Mr. Turner greenlighted the creation of a breakfast menu and drive-through service in the mid-1970s. A conversation with the company’s test chef during an elevator ride at headquarters led to the Chicken McNugget, a product that could be eaten on the go. McNuggets appeared in 1983 and were a commercial success.
As competing chains entered the marketplace, Mr. Turner was pivotal in aggressive franchise expansion overseas. The company opened restaurants in Canada and Puerto Rico in the late 1960s and, a few years later, in Japan, Australia, Sweden and England.
Teaming with local partners, he broke ground for McDonald’s franchises behind the Iron Curtain.
“There’s tremendous opportunity in Eastern Europe,” Mr. Turner told Advertising Age in 1990. “And I can honestly say I think we saw some of that coming as a consequence of working on the 1980 Olympics in Moscow, which didn’t materialize. I was in Moscow and parts of Eastern Europe, and you could see that the farther you got from Moscow, the more indications of private enterprise you saw.”
During the run-up to the Olympic Games — which the United States ultimately boycotted after the Soviet invasion of Afghanistan in 1979 — Mr. Turner was reportedly unsuccessful in his efforts to persuade Moscow’s mayor to sell its hamburgers near Lenin Stadium. In 1990, the first McDonald’s opened in Moscow.
That year, Advertising Age named Mr. Turner adman of the decade, citing among other achievements his “pioneering move in sports sponsorship marketing” with the construction of the McDonald’s Olympic Swim Stadium for the 1984 Olympic Games in Los Angeles.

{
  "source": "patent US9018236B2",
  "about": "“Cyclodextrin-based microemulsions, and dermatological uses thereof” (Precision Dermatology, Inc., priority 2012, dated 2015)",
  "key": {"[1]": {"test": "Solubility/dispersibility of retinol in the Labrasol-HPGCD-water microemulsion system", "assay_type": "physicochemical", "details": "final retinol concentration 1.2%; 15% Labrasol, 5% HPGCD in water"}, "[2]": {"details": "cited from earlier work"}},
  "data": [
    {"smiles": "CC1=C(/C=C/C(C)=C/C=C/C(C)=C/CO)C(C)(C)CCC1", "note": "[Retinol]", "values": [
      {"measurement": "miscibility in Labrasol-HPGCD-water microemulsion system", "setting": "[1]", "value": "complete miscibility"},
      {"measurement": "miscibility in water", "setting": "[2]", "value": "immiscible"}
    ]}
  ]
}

Frederick Leo Turner was born Jan. 6, 1933, in Des Moines. He attended Drake University in Des Moines, then served two years in the Army before his encounter with Kroc.
Kroc died in 1984, at 81. That year, Mr. Turner co-founded the Ronald McDonald House Charities, which oversees management of Ronald McDonald Houses providing lodging for families of gravely ill children and also brings medical care to children in impoverished communities.
When Mr. Turner retired in 2004, McDonald’s reportedly had about 31,500 stores in more than 100 countries and revenue of $19.1 billion. At his death, Mr. Turner was honorary board chairman. He died in hospice care in Glenview, Ill., of complications from pneumonia, the company announced. He was a resident of Deerfield, Ill.
His wife, the former Patricia Shurtleff, whom he married in 1954, died in 2000. Survivors include three daughters and eight grandchildren.
Mr. Turner was often described as reserved and for keeping a cool head at difficult moments.
A day after Ohio National Guardsmen killed four students during a Vietnam War protest at Kent State University in 1970, students at Southern Illinois University reportedly marched to a local McDonald’s and demanded the franchise lower its flag to half-staff.
As Max Gunther wrote in his 1972 book “The Very, Very Rich and How They Got That Way,” Kroc’s patriotism was offended by the protesters and he ordered the flags back up. The students then threatened to set fire to the restaurant, and Mr. Turner took the call from the worried franchise owner.
“Tell you what you do,” he said. “The next delivery truck that arrives, have him back in to the flag pole and knock it down.”